With the release of the impressive new 2008 Lancer, it got us here at GrandJDM thinking about great Mitsubishis of the past (hey, we’re not just Nissan and Mazda whores here!) In 1982, Mitsubishi’s best sports car was the Starion. Today, Mitsubishi’s brand image is so infused with the Lancer Evolution, that it’s hard sometimes to remember that at one time, they had a good RWD turbo sports car in the proper old school idiom.
The Starion was released in 1982 and was sold in most markets. Power was by a “Sirius” 2.0L 8 valve four banger with a non intercooled turbo. Technology was definitely of the old school with single point injection (ie one giant fuel injector to handle the whole engine!) but power was quite reasonable at 168hp. Suspension was independent Macpherson strut all round with an optional LSD. Weight was a slightly porky 1250kg, some of which can be explained by the massive doors, which are reinforced to take the seat belt mounts (that’s right, the seat belt reel and top buckle are not on the B-pillar but on the doors). The Starion was also larded with heavy luxury equipment like electric leather seats, etc which added to the pounds.
But no matter. In its day, the Starion was a very well regarded sports car, and magazines of the day would see fit to compare it to more expensive euro coupes like the Porsche 924 and 944. And while 168hp may not sound like much today, it was enough to propel the Starion to the quarter mile in a touch under 16 seconds. To give it some perspective, in 1982 the Honda Prelude only had 105hp, the Mazda RX-7 115hp, the Celica (the SOHC version most western markets got) only 90hp and even the Porsche 944 could only muster 160hp. The Starion was fast, and magazine reports of the day said that it handled very well, with the only criticisms being a lack of steering feel and a slightly snappy tendency when the tail transitioned into oversteer.
Over the years, Mitsubishi refined the Starion, first adding a 3 valve per cylinder “Sirius Dash” motor for a healthy increase to 200hp (in the Japan market anyway). But the finest iteration of the Starion was saved for the last 2yrs of production. In 1987, the Starion was restyled to incorporate huge flared wheelarches, with what must be the all-time perfect oem wheel fitment: 16×7+18 and 16×8+0 (zero offset!) staggered-offset dished wheels (why don’t more manufacturers do this?). Under the bonnet, the 200hp 2.0L 12V Dash motor was no longer found, replaced by a SOHC, 8valve 2.6L motor with turbo and intercooler. Notwithstanding the significant displacement increase, power fell to 175hp.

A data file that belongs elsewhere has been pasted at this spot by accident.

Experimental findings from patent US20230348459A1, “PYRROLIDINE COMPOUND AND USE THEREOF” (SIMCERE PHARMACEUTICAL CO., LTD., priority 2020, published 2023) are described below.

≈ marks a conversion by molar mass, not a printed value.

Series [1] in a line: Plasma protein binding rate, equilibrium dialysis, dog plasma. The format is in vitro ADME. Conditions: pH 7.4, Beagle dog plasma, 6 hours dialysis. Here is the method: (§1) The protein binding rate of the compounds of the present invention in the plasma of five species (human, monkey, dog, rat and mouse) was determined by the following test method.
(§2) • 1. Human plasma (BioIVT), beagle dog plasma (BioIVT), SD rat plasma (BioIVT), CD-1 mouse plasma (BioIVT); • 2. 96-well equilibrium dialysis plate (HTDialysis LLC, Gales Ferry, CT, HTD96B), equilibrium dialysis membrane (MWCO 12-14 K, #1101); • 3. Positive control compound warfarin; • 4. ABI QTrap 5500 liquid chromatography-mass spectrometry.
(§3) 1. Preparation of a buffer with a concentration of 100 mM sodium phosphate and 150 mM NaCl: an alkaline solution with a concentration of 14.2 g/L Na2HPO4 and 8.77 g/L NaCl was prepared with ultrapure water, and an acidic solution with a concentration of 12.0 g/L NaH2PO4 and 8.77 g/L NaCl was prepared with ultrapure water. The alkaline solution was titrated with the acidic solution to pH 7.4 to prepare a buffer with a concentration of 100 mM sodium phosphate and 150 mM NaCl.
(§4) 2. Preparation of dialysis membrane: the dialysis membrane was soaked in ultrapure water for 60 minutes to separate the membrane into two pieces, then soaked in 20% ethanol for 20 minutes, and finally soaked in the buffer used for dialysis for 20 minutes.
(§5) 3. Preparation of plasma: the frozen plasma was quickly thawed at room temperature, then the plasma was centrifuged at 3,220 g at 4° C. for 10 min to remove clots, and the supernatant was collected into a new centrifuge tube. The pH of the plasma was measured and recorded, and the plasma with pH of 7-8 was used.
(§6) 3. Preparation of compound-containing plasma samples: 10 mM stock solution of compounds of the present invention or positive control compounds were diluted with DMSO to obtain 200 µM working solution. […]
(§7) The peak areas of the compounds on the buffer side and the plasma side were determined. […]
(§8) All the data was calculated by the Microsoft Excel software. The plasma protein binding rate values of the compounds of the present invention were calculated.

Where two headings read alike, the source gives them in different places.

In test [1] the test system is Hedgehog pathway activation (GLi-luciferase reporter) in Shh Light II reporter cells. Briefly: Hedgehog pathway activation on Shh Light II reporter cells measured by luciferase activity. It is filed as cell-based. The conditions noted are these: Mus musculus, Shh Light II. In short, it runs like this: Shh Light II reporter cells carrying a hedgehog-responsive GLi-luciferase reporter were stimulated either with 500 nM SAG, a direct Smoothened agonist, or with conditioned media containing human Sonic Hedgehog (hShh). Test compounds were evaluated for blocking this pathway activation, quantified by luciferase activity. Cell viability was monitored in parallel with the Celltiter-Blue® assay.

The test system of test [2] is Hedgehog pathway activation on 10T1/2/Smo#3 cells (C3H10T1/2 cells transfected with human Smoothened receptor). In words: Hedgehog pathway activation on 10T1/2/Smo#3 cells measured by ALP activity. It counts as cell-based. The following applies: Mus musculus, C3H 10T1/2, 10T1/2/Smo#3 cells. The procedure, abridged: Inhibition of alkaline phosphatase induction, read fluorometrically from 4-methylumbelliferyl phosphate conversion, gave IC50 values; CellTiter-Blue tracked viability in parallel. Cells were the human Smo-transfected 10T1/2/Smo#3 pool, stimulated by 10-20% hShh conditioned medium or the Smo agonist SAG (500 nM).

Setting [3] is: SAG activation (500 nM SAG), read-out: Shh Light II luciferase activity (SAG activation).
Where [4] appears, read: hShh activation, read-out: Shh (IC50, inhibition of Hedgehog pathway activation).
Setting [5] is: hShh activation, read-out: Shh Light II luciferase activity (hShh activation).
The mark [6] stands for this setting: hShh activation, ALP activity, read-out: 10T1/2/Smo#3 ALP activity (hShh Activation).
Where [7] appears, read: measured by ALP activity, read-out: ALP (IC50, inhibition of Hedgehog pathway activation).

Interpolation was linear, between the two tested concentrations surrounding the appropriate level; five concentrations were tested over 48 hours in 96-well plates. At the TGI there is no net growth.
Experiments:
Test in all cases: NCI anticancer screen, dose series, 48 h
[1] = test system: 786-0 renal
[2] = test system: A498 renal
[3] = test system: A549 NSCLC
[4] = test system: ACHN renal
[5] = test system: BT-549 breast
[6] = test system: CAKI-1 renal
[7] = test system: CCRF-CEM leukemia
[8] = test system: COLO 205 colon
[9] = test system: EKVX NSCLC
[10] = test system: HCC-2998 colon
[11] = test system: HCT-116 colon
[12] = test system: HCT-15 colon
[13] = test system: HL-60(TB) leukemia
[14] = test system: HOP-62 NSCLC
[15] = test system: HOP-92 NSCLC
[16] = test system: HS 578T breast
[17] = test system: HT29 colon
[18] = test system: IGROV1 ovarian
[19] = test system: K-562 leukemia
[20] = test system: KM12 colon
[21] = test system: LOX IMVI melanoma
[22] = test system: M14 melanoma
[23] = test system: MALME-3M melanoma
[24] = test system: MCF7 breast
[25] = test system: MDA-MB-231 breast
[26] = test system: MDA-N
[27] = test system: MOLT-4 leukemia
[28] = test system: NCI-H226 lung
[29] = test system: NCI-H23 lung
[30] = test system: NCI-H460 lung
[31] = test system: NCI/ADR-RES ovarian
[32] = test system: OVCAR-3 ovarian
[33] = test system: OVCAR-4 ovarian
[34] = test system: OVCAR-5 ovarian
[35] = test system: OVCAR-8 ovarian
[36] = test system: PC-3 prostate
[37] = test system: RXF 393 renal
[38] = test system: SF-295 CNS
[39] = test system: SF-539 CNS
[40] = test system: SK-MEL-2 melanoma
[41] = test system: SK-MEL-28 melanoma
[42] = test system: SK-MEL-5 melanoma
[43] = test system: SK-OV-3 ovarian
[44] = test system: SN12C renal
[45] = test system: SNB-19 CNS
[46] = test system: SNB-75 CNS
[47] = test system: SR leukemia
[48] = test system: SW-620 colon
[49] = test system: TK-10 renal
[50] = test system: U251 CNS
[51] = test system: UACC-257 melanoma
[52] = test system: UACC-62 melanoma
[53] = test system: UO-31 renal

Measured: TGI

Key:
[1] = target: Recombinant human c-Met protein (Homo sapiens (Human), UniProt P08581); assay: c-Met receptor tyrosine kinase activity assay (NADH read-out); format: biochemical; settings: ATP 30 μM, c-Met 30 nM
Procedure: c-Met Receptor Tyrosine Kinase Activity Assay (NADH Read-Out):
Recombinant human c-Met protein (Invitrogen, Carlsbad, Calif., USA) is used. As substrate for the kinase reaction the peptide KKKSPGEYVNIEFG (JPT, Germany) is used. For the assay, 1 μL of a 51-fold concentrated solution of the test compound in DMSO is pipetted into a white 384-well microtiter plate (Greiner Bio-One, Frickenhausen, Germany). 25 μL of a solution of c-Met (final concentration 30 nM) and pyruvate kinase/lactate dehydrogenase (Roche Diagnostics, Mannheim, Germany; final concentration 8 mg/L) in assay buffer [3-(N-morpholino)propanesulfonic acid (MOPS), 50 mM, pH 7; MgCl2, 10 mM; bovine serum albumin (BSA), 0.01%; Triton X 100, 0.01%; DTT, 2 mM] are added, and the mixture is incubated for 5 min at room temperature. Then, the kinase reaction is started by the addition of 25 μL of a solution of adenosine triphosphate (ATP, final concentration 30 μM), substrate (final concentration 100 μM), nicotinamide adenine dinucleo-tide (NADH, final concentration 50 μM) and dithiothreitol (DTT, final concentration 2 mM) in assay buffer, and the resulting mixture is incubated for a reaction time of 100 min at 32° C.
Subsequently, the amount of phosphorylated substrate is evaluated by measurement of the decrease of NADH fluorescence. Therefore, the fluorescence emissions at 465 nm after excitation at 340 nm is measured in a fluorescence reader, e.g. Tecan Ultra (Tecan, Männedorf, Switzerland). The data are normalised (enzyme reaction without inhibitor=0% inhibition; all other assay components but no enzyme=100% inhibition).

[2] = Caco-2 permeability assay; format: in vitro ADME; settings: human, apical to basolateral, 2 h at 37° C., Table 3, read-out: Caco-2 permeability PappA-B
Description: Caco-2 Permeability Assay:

In terms of motorsport heritage, the Starion was not found wanting either (and no…being Jackie Chan’s ride in Cannonball Run II doesn’t count) . The 1980s meant Group A on the circuits and Group B on the rally stages, and Mitsubishi had a decent attempt at both.
In Group A, the Starion was developed to a heady 450hp and in fact held the top speed record at the Australian Mt Panorama circuit in Bathurst at one stage. However while it was sometimes in contention, things never really happened for the Starion and as a result there are only a few race wins here and there to its credit. The main problem was simply that it wasn’t in the same league as the dominant car at the time, which was either the BMW M3 or the Sierra Cosworth. In Group N showroom stock racing, however, the Starion was more successful, picking up a few championships in Australia.
In Rally, the main weapon for Mitsubishi in those days was the Lancer EX Turbo: a small RWD sedan with a 1.8L turbo. As interest in the Group B rally scene grew to a fever pitch, the old Lancer was quite outgunned by purpose built AWD rallycars like the Peugeot 205T16, Audi Quattro Sport, and Lancia Delta Integrale. Mitsubishi planned to raise the stakes by fielding a AWD Starion. The prototypes were built, and even rallied in a few small events as trial runs, but by the time it was ready to race, Group B was cancelled as the result of the huge speeds of the 650hp monsters, which caused some terrible accidents involving spectators. Group B was replaced by the tamer Group A and in 1992 Mitsubishi would release the Lancer Evolution, win 4 world rally championships, and the rest as they say is history.
By the time the Starion bowed out in 1989, it had been in production for a remarkable 7yrs. In contrast with the glowing, Porsche-beating reports in the early 80s, at the end of that decade, magazine reviews began to complain about the outdated interior and excessive turbo lag. So the Starion began to seem quite old fashioned as JDM manufacturers readied themselves for the high-tech speedfest that was the following decade, a decade that brought us the R32 GTR Skyline, Supra twin turbo, RX7 twin turbo, Honda NSX and of course Mitsubishi’s own 3000GT supercar and the Lancer Evolution.
But by that time, the Starion had really done it all. It had good magazine reviews, good motorsport pedigree, and it ended the series with a bang with the GSR-VR, a car that is bound to one day become collectible. Maybe one day, Mitsubishi will again embrace its old school, RWD roots. But until then, light a candle for the old Starion, a good car.